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The new model, which basically seems to have been a concession to music publishers in order to secure DRM-free tracks, prices individual songs at 69 cents, 99 cents, and $1.29. Currently, all iTunes tracks cost 99 cents. No specific implementation date was cited at the time, but a new report from the L.A. Times indicates that the changes will come April 7.
Not everyone in the industry is thrilled with the new pricing scheme. According to the L.A. Times article, former EMI Executive Tim Cohen is quoted as saying that, “This will be a PR nightmare. It is for the music industry what the AIG bonuses are for the insurance industry.” Charging those who don’t pirate music more, when piracy is more widespread then ever, admittedly doesn’t seem like the way to go about curbing the trend.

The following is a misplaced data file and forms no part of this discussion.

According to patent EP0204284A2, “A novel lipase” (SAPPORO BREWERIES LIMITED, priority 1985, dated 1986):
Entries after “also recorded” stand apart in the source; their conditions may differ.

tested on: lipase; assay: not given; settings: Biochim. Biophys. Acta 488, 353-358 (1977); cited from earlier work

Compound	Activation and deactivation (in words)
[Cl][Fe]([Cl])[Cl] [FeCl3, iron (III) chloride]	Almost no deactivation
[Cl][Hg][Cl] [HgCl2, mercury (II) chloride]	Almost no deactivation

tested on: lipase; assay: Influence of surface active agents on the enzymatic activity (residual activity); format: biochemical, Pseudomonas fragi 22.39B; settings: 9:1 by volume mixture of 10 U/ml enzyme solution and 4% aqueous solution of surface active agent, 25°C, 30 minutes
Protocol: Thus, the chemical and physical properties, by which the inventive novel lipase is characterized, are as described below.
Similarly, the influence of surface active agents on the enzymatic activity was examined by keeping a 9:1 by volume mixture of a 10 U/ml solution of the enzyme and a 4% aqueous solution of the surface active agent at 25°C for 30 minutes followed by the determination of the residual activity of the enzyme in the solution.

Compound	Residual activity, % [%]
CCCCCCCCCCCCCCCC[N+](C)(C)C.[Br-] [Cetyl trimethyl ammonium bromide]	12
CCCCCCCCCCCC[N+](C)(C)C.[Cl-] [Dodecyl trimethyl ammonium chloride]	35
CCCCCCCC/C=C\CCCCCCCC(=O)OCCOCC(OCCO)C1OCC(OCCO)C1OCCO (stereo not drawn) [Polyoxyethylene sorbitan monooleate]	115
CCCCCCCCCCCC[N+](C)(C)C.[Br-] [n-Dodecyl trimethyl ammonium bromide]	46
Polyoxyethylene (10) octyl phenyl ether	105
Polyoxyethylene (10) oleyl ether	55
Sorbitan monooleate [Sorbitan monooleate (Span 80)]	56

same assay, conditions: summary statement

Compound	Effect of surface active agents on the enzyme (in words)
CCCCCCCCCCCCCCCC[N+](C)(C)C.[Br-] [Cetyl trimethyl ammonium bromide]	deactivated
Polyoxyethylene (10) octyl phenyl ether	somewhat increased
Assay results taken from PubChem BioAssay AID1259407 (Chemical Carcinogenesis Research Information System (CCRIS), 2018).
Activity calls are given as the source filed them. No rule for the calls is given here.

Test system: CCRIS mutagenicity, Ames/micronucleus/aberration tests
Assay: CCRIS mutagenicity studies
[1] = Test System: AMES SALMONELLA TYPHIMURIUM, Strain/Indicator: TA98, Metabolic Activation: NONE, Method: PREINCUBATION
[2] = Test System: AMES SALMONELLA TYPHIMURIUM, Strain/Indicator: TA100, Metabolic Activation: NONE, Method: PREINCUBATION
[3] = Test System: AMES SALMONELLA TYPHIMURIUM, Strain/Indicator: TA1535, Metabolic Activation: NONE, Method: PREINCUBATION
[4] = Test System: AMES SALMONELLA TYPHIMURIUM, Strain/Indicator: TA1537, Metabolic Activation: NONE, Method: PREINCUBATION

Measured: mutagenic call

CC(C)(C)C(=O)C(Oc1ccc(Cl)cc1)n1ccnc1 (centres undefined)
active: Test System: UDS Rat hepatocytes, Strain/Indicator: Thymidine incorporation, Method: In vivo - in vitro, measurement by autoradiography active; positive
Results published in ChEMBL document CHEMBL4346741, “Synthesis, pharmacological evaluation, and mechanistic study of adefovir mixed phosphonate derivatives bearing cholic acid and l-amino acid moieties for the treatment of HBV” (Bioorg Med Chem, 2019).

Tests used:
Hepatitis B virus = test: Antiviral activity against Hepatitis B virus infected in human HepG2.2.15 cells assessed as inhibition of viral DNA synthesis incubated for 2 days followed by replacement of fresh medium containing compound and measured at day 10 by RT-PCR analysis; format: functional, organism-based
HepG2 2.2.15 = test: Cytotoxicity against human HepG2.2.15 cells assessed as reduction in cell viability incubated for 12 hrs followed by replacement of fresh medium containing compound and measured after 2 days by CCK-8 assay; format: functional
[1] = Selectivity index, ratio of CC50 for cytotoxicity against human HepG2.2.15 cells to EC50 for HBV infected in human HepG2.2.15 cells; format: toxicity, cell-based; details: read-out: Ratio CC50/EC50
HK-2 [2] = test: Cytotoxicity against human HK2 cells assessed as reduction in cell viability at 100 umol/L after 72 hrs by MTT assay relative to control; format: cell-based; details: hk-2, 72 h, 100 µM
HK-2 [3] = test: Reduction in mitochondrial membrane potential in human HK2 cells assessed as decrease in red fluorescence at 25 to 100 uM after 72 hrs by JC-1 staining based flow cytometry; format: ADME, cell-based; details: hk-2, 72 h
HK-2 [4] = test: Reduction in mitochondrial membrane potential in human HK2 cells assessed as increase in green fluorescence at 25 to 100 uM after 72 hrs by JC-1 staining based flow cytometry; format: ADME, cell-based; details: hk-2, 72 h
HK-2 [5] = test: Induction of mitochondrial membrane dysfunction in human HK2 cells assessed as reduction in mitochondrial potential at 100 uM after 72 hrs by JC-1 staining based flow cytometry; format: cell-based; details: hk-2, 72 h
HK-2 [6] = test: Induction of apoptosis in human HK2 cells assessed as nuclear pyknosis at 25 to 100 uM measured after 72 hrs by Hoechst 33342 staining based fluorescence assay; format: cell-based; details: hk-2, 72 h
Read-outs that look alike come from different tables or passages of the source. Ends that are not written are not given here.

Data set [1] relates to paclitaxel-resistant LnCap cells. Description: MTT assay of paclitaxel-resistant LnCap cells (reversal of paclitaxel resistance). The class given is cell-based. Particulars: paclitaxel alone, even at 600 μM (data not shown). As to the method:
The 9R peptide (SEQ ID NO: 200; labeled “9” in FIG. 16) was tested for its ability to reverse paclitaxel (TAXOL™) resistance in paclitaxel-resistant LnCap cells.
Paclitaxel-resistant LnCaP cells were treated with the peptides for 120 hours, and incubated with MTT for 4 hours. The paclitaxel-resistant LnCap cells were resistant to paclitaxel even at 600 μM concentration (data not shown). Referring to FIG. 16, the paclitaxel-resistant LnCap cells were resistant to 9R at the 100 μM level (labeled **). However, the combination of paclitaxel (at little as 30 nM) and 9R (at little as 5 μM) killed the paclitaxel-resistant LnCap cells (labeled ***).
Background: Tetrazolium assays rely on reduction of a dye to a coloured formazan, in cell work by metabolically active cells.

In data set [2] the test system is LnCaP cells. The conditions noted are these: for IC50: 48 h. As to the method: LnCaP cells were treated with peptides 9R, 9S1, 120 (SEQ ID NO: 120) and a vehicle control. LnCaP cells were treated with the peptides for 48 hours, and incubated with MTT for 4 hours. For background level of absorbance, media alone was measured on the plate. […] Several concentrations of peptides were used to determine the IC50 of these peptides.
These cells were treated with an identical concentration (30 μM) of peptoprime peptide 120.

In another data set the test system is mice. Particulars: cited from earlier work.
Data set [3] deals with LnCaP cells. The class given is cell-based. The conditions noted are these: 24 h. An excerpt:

Details of how songs would be priced also emerged in the report. It will not be determined based on the age of releases, as some had previously suggested. Instead, price will be determined based on artist popularity. That means that Flo Rida fans will have to shell out more, while people like me who listen to music no one else has ever heard of or cares about might wind up actually benefiting from the deal.
If I was a diehard Ciara or All-American Rejects fan, I’d think about getting my download on now while the old pricing structure is still intact. Of course, if customers are sufficiently scared off by the new price scheme, the music industry might be forced to go back to the tried and true 99-cents method. Not that they’ll go quietly, mind you.